The rage, when it comes to design fiction, is to make a film. The examples of this abound, not only the best diegetic prototypes from Blade Runner, Minority Report and 2001, that really started us thinking about this stuff, but also the recent presentations by Microsoft, Corning or Sony. In fact, with each new sic-fi or super-hero blockbuster there is some element of design fiction that is woven into the narrative. Tony Stark’s high tech lab with it’s holographic, gesture interfaces, is really just a “one-up” of John Anderton’s pre-cog version. The heart implant, however, doesn’t qualify so much since it is rather removed from the trending or plausible science of today.
In my last post I listed two things that I believe are essential to qualify as design fiction. The first was that you have to make something, visualize it or prototype it. The second qualification is that you have to throw it into the background as a tool, and not fetishize it (to use Bleecker’s term). It’s much more about how the people use it and their interaction with it, than how incredibly cool it might look (which is OK, but it’s about the human drama first). If there is a third, then I think the design itself must be based on some thread of science or research that can be pulled out in such a way that, in theory, the thing could work.
Whether the authors, screenwriters, or production designers on these film did rigorous research before creating these visions, is not as important as whether the thought of plausibility was there, or whether it was pure fantasy, e.g.“OK, he will need little rockets in his boots so that he can fly.” Not that there’s anything wrong with little rockets in the boots, I think they’re cool, but they are not design fiction — in my book.
So what does that have to do with a graphic novel?
This brings us to the title of the post. Why does a graphic novel do this better than a movie. First of all, I would not presume to say that it does it better. It does, however provide some interesting advantages that a film does not. The idea of sequential art that links story pictures (panels) in sequence to move the action forward, shares some obvious similarities to film, but it pretty much stops there. The distinction most frequently cited is what we call the “gutter”, the space between the panels that requires the reader to “fill in”. Most film marches forward in linear fashion delineating in perfect detail, all that is contained in one scene. Unless we grab the remote step-frame our way through, the film is designed to flow over us. The graphic novel, on the other hand, can show you as you turn the page, what is about to happen, and unless you are way more disciplined than I, you are likely to glance at the last image on the page before you read all of the images leading up to it. Therefore, as a double-page “spread” lays there in front of you, past, present and future are all displayed at once. Film does not do this. Even with rewind and fast forward, you are locked into the moment. This nuance allows the reader to study the image in a way that a movie audience cannot.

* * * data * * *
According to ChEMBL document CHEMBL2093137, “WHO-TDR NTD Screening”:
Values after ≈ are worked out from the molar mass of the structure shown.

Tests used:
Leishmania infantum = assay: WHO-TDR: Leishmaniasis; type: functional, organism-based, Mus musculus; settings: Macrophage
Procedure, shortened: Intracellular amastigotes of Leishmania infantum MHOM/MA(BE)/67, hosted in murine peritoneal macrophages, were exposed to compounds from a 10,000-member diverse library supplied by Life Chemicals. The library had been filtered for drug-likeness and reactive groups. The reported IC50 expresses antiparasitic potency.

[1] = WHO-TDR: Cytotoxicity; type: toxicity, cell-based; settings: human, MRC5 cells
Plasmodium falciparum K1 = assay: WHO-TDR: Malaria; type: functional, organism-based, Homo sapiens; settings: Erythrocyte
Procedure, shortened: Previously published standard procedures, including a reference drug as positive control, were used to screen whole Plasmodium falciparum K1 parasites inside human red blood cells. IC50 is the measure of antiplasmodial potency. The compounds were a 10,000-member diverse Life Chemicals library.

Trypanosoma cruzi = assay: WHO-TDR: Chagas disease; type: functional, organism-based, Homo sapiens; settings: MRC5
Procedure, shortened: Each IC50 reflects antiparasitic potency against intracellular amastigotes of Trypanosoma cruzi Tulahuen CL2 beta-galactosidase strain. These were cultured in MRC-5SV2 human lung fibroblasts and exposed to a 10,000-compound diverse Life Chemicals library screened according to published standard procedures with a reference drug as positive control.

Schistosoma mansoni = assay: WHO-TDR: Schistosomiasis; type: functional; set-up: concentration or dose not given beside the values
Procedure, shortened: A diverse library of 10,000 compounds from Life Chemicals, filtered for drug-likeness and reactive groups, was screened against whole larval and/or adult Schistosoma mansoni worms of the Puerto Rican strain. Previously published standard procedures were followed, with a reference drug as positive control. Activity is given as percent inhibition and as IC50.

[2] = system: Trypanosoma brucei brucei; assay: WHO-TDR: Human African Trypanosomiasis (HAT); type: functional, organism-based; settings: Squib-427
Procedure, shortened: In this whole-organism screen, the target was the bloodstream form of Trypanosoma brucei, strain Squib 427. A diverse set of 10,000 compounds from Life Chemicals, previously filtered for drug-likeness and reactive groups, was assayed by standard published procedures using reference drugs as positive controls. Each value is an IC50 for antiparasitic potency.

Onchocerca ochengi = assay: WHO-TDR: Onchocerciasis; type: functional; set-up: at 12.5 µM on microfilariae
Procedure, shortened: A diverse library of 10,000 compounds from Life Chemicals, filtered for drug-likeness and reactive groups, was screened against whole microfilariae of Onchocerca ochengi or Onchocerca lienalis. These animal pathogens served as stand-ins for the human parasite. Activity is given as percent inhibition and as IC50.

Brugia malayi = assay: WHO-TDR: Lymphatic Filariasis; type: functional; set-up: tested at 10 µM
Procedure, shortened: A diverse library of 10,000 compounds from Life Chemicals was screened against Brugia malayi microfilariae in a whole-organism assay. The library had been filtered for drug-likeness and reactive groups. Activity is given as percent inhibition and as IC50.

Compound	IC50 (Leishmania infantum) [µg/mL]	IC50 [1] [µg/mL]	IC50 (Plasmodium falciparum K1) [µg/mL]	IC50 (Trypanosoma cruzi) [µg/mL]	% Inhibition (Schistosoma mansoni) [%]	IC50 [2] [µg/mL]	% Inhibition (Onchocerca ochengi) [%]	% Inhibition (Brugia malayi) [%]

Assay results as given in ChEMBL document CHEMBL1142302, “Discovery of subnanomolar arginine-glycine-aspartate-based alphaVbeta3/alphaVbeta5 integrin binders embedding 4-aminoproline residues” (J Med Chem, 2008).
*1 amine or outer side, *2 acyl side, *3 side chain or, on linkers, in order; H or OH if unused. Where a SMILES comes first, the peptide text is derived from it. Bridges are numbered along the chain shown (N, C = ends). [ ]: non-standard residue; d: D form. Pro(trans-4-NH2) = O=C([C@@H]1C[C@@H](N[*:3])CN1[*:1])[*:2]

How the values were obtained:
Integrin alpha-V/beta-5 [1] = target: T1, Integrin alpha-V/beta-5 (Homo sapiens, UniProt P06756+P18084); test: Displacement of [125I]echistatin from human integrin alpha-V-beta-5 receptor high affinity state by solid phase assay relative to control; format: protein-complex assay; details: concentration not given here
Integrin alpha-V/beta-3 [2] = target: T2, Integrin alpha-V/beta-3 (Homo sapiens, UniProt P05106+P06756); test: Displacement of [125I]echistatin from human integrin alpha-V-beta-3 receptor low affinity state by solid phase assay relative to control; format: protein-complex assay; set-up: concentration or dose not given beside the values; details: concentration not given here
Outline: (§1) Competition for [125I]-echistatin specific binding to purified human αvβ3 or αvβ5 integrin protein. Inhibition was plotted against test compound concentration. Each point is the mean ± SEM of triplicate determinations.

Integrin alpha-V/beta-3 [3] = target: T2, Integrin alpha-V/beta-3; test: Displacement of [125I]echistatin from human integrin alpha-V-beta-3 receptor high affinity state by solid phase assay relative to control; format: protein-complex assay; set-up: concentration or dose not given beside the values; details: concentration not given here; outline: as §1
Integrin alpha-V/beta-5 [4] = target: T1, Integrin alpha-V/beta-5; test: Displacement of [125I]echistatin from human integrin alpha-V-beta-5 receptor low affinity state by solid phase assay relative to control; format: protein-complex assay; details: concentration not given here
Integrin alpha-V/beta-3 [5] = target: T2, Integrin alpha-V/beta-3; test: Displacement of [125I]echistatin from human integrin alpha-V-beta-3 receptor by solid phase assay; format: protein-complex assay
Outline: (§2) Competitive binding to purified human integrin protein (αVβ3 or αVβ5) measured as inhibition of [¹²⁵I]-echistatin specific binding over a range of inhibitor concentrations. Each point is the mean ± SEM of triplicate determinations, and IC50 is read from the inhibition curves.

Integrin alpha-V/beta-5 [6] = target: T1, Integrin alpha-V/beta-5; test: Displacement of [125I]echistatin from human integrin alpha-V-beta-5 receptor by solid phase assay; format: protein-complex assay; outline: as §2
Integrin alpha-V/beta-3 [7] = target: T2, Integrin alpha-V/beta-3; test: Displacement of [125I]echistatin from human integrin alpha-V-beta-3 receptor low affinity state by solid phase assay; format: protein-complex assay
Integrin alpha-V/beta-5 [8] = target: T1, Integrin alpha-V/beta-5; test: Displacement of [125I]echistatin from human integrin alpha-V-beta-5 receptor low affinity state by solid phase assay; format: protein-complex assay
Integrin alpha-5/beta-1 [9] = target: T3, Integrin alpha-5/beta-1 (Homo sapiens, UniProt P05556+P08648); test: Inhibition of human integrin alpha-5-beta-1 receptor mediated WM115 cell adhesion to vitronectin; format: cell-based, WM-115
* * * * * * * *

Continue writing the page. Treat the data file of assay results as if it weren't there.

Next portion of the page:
There are some good reasons, I think why this is a particular advantage for design fiction. First, the designed thing or technological idea that is being presented may not be front and center to the story, but it can be studied and lingered upon, before proceeding onward. Second, if the artist puts enough detail into the thing or ethnography into the idea, you can examine the waltz of interaction with the design in the innocuous way it seductively seeps into the background. I believe the this can only be done effectively, if you are able to proceed at your own pace. Once again, I know that you can step your way through a film, but often it lacks both the resolution or the detail to satisfy a deep dive.
In the case of my graphic novel, each scene is created in CG, so everything must be built. The designer is drawn in, perhaps more deeply, to craft the object with sufficient detail that it can be studied. Therefore, not only the size and shape and ergonomics of said design, but the finer details of its materials and functions may also be required. All this adds to the realism, and realism adds a dimension to the visualization and prototyping that combine to allow that item or idea to seem perfectly at home within the scene. I have taken it one step beyond, of course, and made each panel High Def, so that you really can zoom-in and see more; an idea that has already come back to haunt me as I inspect these very large images. “How did that thing get in the shot?”